Merle raised the glass ball, feeling a little foolish. "Intorabiliuspeteris," she cried, and immediately felt even more foolish.

There was the sound of a soft sigh, then the phantom shot right at her. The ball sucked him to its inside, which soon flickered and grew streaky, as if it were filled with a white, oily fluid.

"It works!" Merle gasped.

Junipa nodded but made no attempt to use her own ball. "Now they're terribly afraid."

"You can really see them all around us?"

"Very clearly."

It must have to do with Junipa's eyes, with the magic of the mirror pieces. Now Merle also saw other blurs at the edge of her vision, but she couldn't make out the phantoms as clearly as Junipa seemed to be able to.

"If they're afraid, that means that they're living beings," she said, thinking aloud.

"Yes," Junipa said. "But it's as if they weren't really here. As if they were only a part of themselves, like a shadow that's separated from its owner."

Copyright 2001 by Kai Meyer.  All rights reserved. No part of this book maybe reproduced without written permission from the publisher.

Membership Advantages
  • Reviews
  • "Beyond the Book" articles
  • Free books to read and review (US only)
  • Find books by time period, setting & theme
  • Read-alike suggestions by book and author
  • Book club discussions
  • and much more!
  • Just $45 for 12 months or $15 for 3 months.
  • More about membership!

Support BookBrowse

Join our inner reading circle, go ad-free and get way more!

Find out more


Top Picks

  • Book Jacket: Clear
    Clear
    by Carys Davies
    John Ferguson is a principled man. But when, in 1843, those principles drive him to break from the ...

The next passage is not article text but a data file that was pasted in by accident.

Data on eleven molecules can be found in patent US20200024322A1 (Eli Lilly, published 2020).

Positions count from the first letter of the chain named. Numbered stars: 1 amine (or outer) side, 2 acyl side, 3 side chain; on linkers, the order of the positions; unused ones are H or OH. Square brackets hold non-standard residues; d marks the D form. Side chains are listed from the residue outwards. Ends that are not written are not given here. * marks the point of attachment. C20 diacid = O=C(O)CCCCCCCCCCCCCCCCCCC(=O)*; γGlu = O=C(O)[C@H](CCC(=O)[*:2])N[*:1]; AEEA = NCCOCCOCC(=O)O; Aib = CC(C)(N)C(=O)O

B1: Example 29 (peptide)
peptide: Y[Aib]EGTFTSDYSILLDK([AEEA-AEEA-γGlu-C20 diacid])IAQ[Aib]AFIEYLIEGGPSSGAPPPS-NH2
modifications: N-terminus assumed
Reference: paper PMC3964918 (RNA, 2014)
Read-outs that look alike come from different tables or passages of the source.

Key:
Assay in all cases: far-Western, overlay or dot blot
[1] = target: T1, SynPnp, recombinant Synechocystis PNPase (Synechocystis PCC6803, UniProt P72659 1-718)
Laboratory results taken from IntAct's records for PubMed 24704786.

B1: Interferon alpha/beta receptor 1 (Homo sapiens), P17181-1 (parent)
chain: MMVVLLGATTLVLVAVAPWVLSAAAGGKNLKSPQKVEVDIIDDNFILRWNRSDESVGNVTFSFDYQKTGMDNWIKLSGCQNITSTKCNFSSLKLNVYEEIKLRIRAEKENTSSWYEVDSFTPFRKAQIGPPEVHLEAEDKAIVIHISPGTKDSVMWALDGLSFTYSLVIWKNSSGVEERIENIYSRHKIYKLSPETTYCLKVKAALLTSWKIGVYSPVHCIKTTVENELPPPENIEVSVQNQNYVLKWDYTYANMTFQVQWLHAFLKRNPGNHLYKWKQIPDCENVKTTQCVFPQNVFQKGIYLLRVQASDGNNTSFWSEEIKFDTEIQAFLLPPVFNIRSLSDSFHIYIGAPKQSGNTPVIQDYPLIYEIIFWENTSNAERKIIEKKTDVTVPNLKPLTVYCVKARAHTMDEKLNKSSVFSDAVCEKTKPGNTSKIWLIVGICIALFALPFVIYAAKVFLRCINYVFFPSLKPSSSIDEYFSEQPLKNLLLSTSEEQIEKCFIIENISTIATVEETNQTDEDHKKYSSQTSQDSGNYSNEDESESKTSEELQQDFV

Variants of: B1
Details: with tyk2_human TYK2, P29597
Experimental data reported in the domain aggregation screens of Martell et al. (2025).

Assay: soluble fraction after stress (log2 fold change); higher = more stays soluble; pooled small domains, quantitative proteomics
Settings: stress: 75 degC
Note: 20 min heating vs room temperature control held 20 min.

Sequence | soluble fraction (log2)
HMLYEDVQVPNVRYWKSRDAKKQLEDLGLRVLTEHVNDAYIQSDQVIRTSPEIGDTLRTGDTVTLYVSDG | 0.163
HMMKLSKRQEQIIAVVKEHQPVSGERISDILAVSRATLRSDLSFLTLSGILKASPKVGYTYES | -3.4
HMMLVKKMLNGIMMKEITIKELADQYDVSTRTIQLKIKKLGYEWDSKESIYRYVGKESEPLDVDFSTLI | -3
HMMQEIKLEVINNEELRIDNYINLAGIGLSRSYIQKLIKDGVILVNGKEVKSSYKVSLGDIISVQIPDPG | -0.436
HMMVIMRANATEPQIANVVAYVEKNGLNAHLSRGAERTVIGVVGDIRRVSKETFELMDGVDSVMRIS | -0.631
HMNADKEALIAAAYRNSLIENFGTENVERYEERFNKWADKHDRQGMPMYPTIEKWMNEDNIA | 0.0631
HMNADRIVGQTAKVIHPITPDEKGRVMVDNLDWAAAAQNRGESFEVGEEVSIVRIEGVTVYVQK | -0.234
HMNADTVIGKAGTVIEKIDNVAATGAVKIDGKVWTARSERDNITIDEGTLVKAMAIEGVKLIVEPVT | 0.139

• Book Jacket: Change
    Change
    by Edouard Louis
    Édouard Louis's 2014 debut novel, The End of Eddy—an instant literary success, published ...
  • Book Jacket: Big Time
    Big Time
    by Ben H. Winters
    Big Time, the latest offering from prolific novelist and screenwriter Ben H. Winters, is as ...
  • Book Jacket: Becoming Madam Secretary
    Becoming Madam Secretary
    by Stephanie Dray
    Our First Impressions reviewers enjoyed reading about Frances Perkins, Franklin Delano Roosevelt's ...

BookBrowse Book Club

Book Jacket
A Great Country
by Shilpi Somaya Gowda
A novel exploring the ties and fractures of a close-knit Indian-American family in the aftermath of a violent encounter with the police.

Members Recommend

  • Book Jacket

    The Stone Home
    by Crystal Hana Kim

    A moving family drama and coming-of-age story revealing a dark corner of South Korean history.

  • Book Jacket

    The House on Biscayne Bay
    by Chanel Cleeton

    As death stalks a gothic mansion in Miami, the lives of two women intertwine as the past and present collide.

Win This Book
Win The Funeral Cryer

The Funeral Cryer by Wenyan Lu

Debut novelist Wenyan Lu brings us this witty yet profound story about one woman's midlife reawakening in contemporary rural China.

Enter

Wordplay

Solve this clue:

M as A H

and be entered to win..

Your guide toexceptional          books

BookBrowse seeks out and recommends the best in contemporary fiction and nonfiction—books that not only engage and entertain but also deepen our understanding of ourselves and the world around us.